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The archaeological site of Nalanda Mahavihara (Nalanda University) in Bihar has been included in the UNESCO's World Heritage List, which also featured three new sites from China, Iran and Micronesia.
The inclusion of the four new sites was announced at the 40th session of The World Heritage Committee meeting in Istanbul in Turkey.
"Congrats...! Archaeological Site of Nalanda Mahavihara is now a #WorldHeritageSite. Thank you @UNESCO @IrinaBokova," India's Culture Ministry tweeted today. Irina Bokova is Director-General of Asia, UNESCO.
Nalanda stands out as one of the most ancient universities in South Asia, UNESCO said in a release. "Archaeological Site of Nalanda Mahavihara (Nalanda University) comprises the archaeological remains of a monastic and scholastic institution dating from the 3rd century BCE to the 13th century CE," it said.
The site includes stupas, shrines, viharas (residential and educational buildings) and important art works in stucco, stone and metal. "The University engaged in the organised transmission of knowledge over an uninterrupted period of 800 years. The historical development of the site testifies to the development of Buddhism into a religion and the flourishing of monastic and educational traditions," the release said.
The Nalanda archaeological site got included in the Tentative List of World Heritage on January 9, 2009. The nomination dossier was prepared by the Archaeological Survey of India (ASI) and submitted in January 2015 to the World Heritage Committee for the purpose of its inscription in the year 2016.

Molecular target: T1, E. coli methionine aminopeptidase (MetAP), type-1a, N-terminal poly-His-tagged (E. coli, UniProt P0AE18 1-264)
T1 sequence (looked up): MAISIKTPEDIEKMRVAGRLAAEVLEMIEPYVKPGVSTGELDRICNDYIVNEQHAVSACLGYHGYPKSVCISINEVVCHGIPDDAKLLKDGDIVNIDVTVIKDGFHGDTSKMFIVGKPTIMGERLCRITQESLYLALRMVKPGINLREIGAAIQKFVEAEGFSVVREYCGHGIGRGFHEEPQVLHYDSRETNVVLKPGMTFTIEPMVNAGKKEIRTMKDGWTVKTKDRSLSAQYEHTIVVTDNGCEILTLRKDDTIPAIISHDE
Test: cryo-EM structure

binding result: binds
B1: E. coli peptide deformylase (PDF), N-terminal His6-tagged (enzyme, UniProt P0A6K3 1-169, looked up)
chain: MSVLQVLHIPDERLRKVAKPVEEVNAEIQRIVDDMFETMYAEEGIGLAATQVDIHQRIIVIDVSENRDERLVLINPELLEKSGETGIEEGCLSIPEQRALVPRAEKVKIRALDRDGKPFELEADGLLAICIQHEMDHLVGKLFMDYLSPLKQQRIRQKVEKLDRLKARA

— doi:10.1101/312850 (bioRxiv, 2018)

Besides the site of India, the other names included in the UNESCO World Heritage List are 'The Persian Qanat' of Iran, 'Nan Madol'-- ceremonial centre of Eastern Micronesia -- and 'Zuojiang Huashan Rock Art Cultural Landscape' of China.
The Centre had "pulled out" Delhi from the race for the UNESCO Heritage List, arguing that such a prestigious tag for the city will put "a lot of restrictions" on carrying out infrastructure works in the national capital.
Nalanda was the 2015 entry from India for the UNESCO World Heritage tag in the 'cultural heritage segment' in pursuance of which the Ministry of Culture through the Archaeological Survey of India had sent an over 200-page-long nomination dossier on January 23 last year.
The University's construction began in 6th century AD and it flourished under the Gupta Empire. Its end came in 12th century when it was ransacked, looted and burnt in 1193 AD by the invading Turk Army led by its commander Bakhtiar Khilji.
An expert from Paris-based International Council of Monuments and Sites visited the ruins of the University, situated in Nalanda district, about 90 km from Patna, to evaluate India's bid for the coveted tag.
Bihar currently has over 70 ASI-protected heritage monuments and sites under the Patna Circle. The Mahabodhi Temple at Bodh Gaya in Gaya district of the state is under the UNESCO World Heritage Site.
The Nalanda ruins, which fall under this Circle, is spread over 23 hectares. With its entry into the coveted UNESCO list, Nalanda University has become the 26th 'cultural site' of India to get the prestigious status, a statement quoting Chaitnya Prasad, Principal Secretary to the art and culture department, Bihar government said.

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